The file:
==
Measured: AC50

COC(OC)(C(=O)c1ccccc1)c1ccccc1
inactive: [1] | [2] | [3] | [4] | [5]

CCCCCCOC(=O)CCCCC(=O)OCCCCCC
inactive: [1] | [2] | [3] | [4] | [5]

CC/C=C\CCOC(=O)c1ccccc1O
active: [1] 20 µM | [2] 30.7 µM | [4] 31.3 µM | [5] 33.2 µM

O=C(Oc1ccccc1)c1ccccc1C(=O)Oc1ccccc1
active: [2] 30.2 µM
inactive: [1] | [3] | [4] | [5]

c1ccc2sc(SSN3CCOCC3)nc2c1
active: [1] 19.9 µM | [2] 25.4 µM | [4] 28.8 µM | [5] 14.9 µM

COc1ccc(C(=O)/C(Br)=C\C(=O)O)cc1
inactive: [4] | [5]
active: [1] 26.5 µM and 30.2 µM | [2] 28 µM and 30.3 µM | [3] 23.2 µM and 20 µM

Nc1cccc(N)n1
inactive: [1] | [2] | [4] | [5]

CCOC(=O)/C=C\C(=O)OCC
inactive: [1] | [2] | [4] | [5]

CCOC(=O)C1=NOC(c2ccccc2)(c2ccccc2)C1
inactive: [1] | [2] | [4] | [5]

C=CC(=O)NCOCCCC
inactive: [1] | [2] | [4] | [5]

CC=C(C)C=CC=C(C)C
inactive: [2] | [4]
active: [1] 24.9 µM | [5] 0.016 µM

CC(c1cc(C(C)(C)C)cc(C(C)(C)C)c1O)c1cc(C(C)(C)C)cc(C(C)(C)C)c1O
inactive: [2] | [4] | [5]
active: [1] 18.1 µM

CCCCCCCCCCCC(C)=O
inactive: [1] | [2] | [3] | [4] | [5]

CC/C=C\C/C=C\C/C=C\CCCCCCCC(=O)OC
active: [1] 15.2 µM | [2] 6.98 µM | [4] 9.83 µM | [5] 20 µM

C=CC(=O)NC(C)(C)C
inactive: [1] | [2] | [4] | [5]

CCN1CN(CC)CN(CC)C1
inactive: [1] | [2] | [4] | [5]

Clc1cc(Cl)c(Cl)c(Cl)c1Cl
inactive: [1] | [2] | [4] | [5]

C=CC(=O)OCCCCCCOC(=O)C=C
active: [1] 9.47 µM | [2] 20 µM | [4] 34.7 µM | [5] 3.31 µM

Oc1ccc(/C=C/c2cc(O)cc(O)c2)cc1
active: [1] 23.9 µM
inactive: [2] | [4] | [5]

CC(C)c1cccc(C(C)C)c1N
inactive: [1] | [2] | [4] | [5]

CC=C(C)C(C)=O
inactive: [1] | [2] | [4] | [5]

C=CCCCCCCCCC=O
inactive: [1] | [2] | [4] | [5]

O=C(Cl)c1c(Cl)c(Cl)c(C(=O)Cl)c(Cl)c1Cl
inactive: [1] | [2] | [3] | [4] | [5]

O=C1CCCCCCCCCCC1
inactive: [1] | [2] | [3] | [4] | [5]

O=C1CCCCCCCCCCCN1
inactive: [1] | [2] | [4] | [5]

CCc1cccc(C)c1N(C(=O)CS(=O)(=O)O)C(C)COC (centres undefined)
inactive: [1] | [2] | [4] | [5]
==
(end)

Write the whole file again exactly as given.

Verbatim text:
Measured: AC50

COC(OC)(C(=O)c1ccccc1)c1ccccc1
inactive: [1] | [2] | [3] | [4] | [5]

CCCCCCOC(=O)CCCCC(=O)OCCCCCC
inactive: [1] | [2] | [3] | [4] | [5]

CC/C=C\CCOC(=O)c1ccccc1O
active: [1] 20 µM | [2] 30.7 µM | [4] 31.3 µM | [5] 33.2 µM

O=C(Oc1ccccc1)c1ccccc1C(=O)Oc1ccccc1
active: [2] 30.2 µM
inactive: [1] | [3] | [4] | [5]

c1ccc2sc(SSN3CCOCC3)nc2c1
active: [1] 19.9 µM | [2] 25.4 µM | [4] 28.8 µM | [5] 14.9 µM

COc1ccc(C(=O)/C(Br)=C\C(=O)O)cc1
inactive: [4] | [5]
active: [1] 26.5 µM and 30.2 µM | [2] 28 µM and 30.3 µM | [3] 23.2 µM and 20 µM

Nc1cccc(N)n1
inactive: [1] | [2] | [4] | [5]

CCOC(=O)/C=C\C(=O)OCC
inactive: [1] | [2] | [4] | [5]

CCOC(=O)C1=NOC(c2ccccc2)(c2ccccc2)C1
inactive: [1] | [2] | [4] | [5]

C=CC(=O)NCOCCCC
inactive: [1] | [2] | [4] | [5]

CC=C(C)C=CC=C(C)C
inactive: [2] | [4]
active: [1] 24.9 µM | [5] 0.016 µM

CC(c1cc(C(C)(C)C)cc(C(C)(C)C)c1O)c1cc(C(C)(C)C)cc(C(C)(C)C)c1O
inactive: [2] | [4] | [5]
active: [1] 18.1 µM

CCCCCCCCCCCC(C)=O
inactive: [1] | [2] | [3] | [4] | [5]

CC/C=C\C/C=C\C/C=C\CCCCCCCC(=O)OC
active: [1] 15.2 µM | [2] 6.98 µM | [4] 9.83 µM | [5] 20 µM

C=CC(=O)NC(C)(C)C
inactive: [1] | [2] | [4] | [5]

CCN1CN(CC)CN(CC)C1
inactive: [1] | [2] | [4] | [5]

Clc1cc(Cl)c(Cl)c(Cl)c1Cl
inactive: [1] | [2] | [4] | [5]

C=CC(=O)OCCCCCCOC(=O)C=C
active: [1] 9.47 µM | [2] 20 µM | [4] 34.7 µM | [5] 3.31 µM

Oc1ccc(/C=C/c2cc(O)cc(O)c2)cc1
active: [1] 23.9 µM
inactive: [2] | [4] | [5]

CC(C)c1cccc(C(C)C)c1N
inactive: [1] | [2] | [4] | [5]

CC=C(C)C(C)=O
inactive: [1] | [2] | [4] | [5]

C=CCCCCCCCCC=O
inactive: [1] | [2] | [4] | [5]

O=C(Cl)c1c(Cl)c(Cl)c(C(=O)Cl)c(Cl)c1Cl
inactive: [1] | [2] | [3] | [4] | [5]

O=C1CCCCCCCCCCC1
inactive: [1] | [2] | [3] | [4] | [5]

O=C1CCCCCCCCCCCN1
inactive: [1] | [2] | [4] | [5]

CCc1cccc(C)c1N(C(=O)CS(=O)(=O)O)C(C)COC (centres undefined)
inactive: [1] | [2] | [4] | [5]